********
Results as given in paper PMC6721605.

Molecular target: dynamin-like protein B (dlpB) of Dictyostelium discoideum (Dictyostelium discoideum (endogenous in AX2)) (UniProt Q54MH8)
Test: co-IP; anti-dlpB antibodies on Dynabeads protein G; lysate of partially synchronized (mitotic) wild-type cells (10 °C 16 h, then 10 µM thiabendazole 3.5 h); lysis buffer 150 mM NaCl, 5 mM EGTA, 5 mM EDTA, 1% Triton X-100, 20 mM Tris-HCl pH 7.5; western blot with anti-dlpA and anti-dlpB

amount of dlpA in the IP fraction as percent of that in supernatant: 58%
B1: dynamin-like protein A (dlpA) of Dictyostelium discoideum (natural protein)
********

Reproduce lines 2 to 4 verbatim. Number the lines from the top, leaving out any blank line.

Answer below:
Molecular target: dynamin-like protein B (dlpB) of Dictyostelium discoideum (Dictyostelium discoideum (endogenous in AX2)) (UniProt Q54MH8)
Test: co-IP; anti-dlpB antibodies on Dynabeads protein G; lysate of partially synchronized (mitotic) wild-type cells (10 °C 16 h, then 10 µM thiabendazole 3.5 h); lysis buffer 150 mM NaCl, 5 mM EGTA, 5 mM EDTA, 1% Triton X-100, 20 mM Tris-HCl pH 7.5; western blot with anti-dlpA and anti-dlpB

amount of dlpA in the IP fraction as percent of that in supernatant: 58%